SA Press Club Speech
Friday, 27 June 2014
It’s been six years since I stood here and outlined a Master Plan for Adelaide, the then Opposition’s keynote policy statement to spark debate with the goal of moving South Australia forward. Rex Jory wrote in The Advertiser the following day, “This was the most important speech in state politics in 30 years”. The debate raged, the public took a view, politicians responded to the groundswell and many parts of the policy are now a reality. That Master Plan demonstrated what can be achieved from Opposition if you engage in a battle of ideas.
Today I stand before you as a member of government; as an Independent Liberal MP in Jay Weatherill’s Labor Government of 2014.
So what has happened to bring us to this point?
After 17 years in the Parliament as a member of the State Liberal Parliamentary Party, most of it in Opposition, and after consecutive election losses I made two decisions;
- First – to resign from the State Liberal Party to become an Independent Liberal
- Decision number two was to accept an invitation from Premier Weatherill to serve as a Minister in his Cabinet.
I have not joined the ALP.
My political values remain unchanged. I stand for freedom, individual enterprise and small business, small government, minimal taxes, and the family as the basic building block of society.
The Liberal Party holds no exclusive claim or purchase of the values of liberalism. They are universal. The question is why? The answer is simple.
First, Labor won 23 seats, beating the Liberals’ 22 seats at the March election. The Member for Frome Geoff Brock made his decisions, installing this government. 24 is the magic number. That minority government was set in train for 4 years. But it was likely to be unstable. As we have seen in Victoria, where the Member for Frankston Geoff Shaw is holding the state hostage, the last thing SA needed was 4 years of mayhem. My decision has delivered stability to government, to the Parliament, to business, to the Public Service, and to all South Australians.
Second. After 4 election losses in a row, 16 years in Opposition, the only way a Liberal voice was to be heard in government was this way. Liberal voters would have to wait for 16 years for their local Member of Parliament to be relevant and effective in government. The constituents of Waite, and all South Australians who support liberal values, now have someone who is representing them in government.
Third. The Premier extended to me an opportunity to serve South Australian as a Minister and Member of the Executive Council. There is work to be done. Service is why MPs are here. That’s what people expect of us. My choice was to quit politics and walk away, remain in Opposition indefinitely criticizing and throwing sticks and stones, or to roll my sleeves up, put my shoulder to the wheel and serve. I have chosen to serve
Of the last 7 elections, 4 of them have been determined by independent MPs. At the 1989 State election the Bannon Government won 22 seats, boosted by the support of Labor Independents Martyn Evans and Norman Peterson. Evans and Peterson had run and won against preselected Labor candidates in safe Labor seats. In the 1997 state election Liberal MP Kent Andrew lost his Riverland seat of Chaffey seat to National MP Karlene Maywald. Two safe South East seats of Gordon (Mount Gambier) and Mackillop held by long-standing Liberal MP Harold Allison and former Liberal Leader Dale Baker respectively were lost to two former Liberal Party branch members standing as rival independent candidates in Rory McEwen and Mitch Williams. It was only with the support of these three independent conservatives that John Olsen was able to hold onto power. Williams switched from independent to rejoin the Liberal Party. Subsequently however, Bob Such resigned from the party and sat as an independent, and Member for Hammond Peter Lewis was expelled from the Party.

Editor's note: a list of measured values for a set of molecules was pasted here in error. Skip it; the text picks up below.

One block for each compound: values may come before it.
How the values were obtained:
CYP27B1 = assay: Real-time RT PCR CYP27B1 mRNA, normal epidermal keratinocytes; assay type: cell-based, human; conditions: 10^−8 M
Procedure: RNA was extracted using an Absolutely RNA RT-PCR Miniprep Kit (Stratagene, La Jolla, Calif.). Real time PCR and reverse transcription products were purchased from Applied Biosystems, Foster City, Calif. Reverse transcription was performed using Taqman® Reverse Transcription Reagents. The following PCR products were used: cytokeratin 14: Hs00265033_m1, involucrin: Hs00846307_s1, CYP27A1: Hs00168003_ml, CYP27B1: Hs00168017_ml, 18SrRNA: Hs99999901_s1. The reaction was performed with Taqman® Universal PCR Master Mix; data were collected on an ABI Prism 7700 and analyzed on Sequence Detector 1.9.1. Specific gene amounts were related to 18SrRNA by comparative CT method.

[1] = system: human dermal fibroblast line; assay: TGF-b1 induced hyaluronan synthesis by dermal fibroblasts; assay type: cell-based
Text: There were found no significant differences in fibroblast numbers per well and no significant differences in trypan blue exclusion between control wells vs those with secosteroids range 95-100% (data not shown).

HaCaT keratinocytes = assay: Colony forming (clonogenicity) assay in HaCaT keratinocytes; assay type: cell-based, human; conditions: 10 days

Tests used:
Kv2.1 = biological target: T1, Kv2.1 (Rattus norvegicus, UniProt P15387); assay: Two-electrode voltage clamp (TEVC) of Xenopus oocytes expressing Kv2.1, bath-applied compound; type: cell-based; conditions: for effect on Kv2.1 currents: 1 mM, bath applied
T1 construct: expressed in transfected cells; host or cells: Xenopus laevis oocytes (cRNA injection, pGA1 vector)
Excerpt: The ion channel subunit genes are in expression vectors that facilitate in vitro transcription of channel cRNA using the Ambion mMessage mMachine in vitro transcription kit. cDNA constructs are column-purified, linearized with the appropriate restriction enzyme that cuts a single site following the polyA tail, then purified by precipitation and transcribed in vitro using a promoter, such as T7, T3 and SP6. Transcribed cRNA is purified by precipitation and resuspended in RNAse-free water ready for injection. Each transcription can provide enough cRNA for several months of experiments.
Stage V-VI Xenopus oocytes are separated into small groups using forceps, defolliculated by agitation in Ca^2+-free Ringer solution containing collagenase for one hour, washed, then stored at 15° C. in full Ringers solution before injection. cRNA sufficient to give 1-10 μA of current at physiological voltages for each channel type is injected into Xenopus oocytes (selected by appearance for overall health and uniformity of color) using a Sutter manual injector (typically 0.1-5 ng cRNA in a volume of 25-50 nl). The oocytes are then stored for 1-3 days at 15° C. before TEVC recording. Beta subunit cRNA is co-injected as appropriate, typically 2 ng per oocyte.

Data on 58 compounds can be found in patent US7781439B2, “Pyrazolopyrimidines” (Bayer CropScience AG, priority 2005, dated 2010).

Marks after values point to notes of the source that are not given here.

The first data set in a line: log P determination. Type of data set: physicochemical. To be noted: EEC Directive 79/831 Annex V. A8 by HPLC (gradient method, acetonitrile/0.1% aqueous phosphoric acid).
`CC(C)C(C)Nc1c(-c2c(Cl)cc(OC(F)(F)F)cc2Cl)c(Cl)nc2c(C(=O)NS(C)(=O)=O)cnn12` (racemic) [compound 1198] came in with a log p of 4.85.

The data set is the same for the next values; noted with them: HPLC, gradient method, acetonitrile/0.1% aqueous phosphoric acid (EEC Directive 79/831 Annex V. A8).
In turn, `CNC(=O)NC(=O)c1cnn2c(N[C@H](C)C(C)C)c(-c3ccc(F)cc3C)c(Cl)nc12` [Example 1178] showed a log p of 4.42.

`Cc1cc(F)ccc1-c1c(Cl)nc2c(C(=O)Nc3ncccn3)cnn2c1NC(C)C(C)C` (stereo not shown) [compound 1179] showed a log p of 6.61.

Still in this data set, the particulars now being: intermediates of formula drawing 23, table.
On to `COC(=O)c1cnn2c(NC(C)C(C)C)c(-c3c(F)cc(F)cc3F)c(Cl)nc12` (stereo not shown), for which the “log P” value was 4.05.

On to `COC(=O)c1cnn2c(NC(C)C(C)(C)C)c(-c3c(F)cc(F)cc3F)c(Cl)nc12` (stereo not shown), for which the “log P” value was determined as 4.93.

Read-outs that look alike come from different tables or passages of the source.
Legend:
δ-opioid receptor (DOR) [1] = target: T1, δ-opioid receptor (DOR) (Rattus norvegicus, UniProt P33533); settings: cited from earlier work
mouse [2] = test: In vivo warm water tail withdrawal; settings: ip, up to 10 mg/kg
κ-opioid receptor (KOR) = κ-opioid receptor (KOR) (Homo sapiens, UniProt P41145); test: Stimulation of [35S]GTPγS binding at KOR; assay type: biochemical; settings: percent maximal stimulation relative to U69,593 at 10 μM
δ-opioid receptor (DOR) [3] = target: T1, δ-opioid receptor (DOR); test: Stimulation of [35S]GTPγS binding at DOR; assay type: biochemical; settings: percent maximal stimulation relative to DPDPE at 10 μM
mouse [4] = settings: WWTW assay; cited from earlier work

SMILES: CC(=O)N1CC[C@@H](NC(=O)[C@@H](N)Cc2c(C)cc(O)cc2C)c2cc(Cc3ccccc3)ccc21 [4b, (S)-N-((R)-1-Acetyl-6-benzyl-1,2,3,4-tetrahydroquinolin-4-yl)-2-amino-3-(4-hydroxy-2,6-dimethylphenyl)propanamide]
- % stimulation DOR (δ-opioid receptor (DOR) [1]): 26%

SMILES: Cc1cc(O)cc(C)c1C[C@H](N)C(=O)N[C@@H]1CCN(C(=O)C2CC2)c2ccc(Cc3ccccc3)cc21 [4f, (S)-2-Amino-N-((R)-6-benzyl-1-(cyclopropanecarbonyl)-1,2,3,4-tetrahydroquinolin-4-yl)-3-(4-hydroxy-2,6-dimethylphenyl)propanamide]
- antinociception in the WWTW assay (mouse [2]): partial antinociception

The 2002 election saw the Labor Party win 23 seats, the Liberal Party 20 seats, and four independents including former Liberal MPs Bob Such and Peter Lewis. Peter Lewis sided with Labor, installing Mike Rann as Premier. Less than a year after piecing together the unlikely deal with Peter Lewis, Left faction Labor Member for Mitchell Kris Hanna defected to the Greens Party in January 2003. This effectively drew the Rann Government’s numbers back to 22. Premier Rann’s response at the time was; “disappointed but not surprised''. “Clearly, no political party likes to see their MPs resign but Kris obviously feels very passionately about his reasons and we have to accept his decision”. No talk of traitors in that language. Mike Rann was smart enough not to further alienate Hanna or to keep Labor in the newspapers day after day by beating things up.
o Little over a year later Premier Mike Rann negotiated to include National Karlene Maywald and later independent Rory McEwen into his Cabinet. Were they traitors? Both cited stability as their key reasons.
In 2014, the Labor Party won 23 seats in the House of Assembly against all odds holding onto a radically redistributed Ashford and Elder, and the seats of Newland, Mawson and Light. The balance of power was held by independents Geoff Brock and Bob Such. To form government, the Liberal Party required the support of both independents, while Labor only needed to peel one independent away. When Geoff Brock locked in, forming a minority Liberal Government was unfeasible. Recent history shows that minority governments formed with the support of independent members are quite normal in South Australian politics. Independents have often emerged from within the ranks of the major parties, including Mitch Williams, Peter Lewis, Bob Such, Martyn Evans, Norm Peterson. In 1983, Liberal Member Stan Evans’ seat of Fisher was redistributed and made nominally marginal. Rather than defend his seat, Evans sought pre-selection in the safer seat of Davenport against sitting member Dean Brown, who had been in parliament since 1972 and served as a minister in the Tonkin Government. With Labor preferences, Evans was able to take the seat away from Brown. In 1999, Trevor Carruthers and Terry Cameron crossed the floor to support the Olsen Government’s decision to privatise ETSA. Both resigned from the Labor Party. The history shows in all democratic jurisdictions, decisions such as that I have taken have occurred regularly. The Westminster system offers pressure release valves and circuit breakers everywhere. I have exercised one and in my view SA will be better off because of it.